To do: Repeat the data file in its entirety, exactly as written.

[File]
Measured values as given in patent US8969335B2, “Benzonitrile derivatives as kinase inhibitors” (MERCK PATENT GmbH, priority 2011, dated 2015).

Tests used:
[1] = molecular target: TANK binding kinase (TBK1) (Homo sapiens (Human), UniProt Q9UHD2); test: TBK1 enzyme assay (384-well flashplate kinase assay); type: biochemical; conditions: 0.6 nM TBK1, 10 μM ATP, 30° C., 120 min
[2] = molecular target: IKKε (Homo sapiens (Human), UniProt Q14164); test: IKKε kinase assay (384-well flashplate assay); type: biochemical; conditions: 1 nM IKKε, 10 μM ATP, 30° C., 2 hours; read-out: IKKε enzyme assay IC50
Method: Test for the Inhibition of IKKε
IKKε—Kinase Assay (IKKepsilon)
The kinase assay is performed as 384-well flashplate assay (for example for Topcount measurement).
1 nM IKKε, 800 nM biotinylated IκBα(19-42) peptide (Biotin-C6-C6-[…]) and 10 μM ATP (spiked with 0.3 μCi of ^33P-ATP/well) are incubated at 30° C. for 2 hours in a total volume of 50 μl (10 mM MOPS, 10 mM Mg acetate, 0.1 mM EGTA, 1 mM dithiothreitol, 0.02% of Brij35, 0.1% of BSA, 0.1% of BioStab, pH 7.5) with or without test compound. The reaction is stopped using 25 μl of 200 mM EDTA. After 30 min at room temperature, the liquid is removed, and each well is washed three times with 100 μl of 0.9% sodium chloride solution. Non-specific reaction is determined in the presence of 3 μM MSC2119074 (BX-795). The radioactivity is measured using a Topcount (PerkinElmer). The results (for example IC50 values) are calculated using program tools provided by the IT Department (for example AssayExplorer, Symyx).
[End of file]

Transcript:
Measured values as given in patent US8969335B2, “Benzonitrile derivatives as kinase inhibitors” (MERCK PATENT GmbH, priority 2011, dated 2015).

Tests used:
[1] = molecular target: TANK binding kinase (TBK1) (Homo sapiens (Human), UniProt Q9UHD2); test: TBK1 enzyme assay (384-well flashplate kinase assay); type: biochemical; conditions: 0.6 nM TBK1, 10 μM ATP, 30° C., 120 min
[2] = molecular target: IKKε (Homo sapiens (Human), UniProt Q14164); test: IKKε kinase assay (384-well flashplate assay); type: biochemical; conditions: 1 nM IKKε, 10 μM ATP, 30° C., 2 hours; read-out: IKKε enzyme assay IC50
Method: Test for the Inhibition of IKKε
IKKε—Kinase Assay (IKKepsilon)
The kinase assay is performed as 384-well flashplate assay (for example for Topcount measurement).
1 nM IKKε, 800 nM biotinylated IκBα(19-42) peptide (Biotin-C6-C6-[…]) and 10 μM ATP (spiked with 0.3 μCi of ^33P-ATP/well) are incubated at 30° C. for 2 hours in a total volume of 50 μl (10 mM MOPS, 10 mM Mg acetate, 0.1 mM EGTA, 1 mM dithiothreitol, 0.02% of Brij35, 0.1% of BSA, 0.1% of BioStab, pH 7.5) with or without test compound. The reaction is stopped using 25 μl of 200 mM EDTA. After 30 min at room temperature, the liquid is removed, and each well is washed three times with 100 μl of 0.9% sodium chloride solution. Non-specific reaction is determined in the presence of 3 μM MSC2119074 (BX-795). The radioactivity is measured using a Topcount (PerkinElmer). The results (for example IC50 values) are calculated using program tools provided by the IT Department (for example AssayExplorer, Symyx).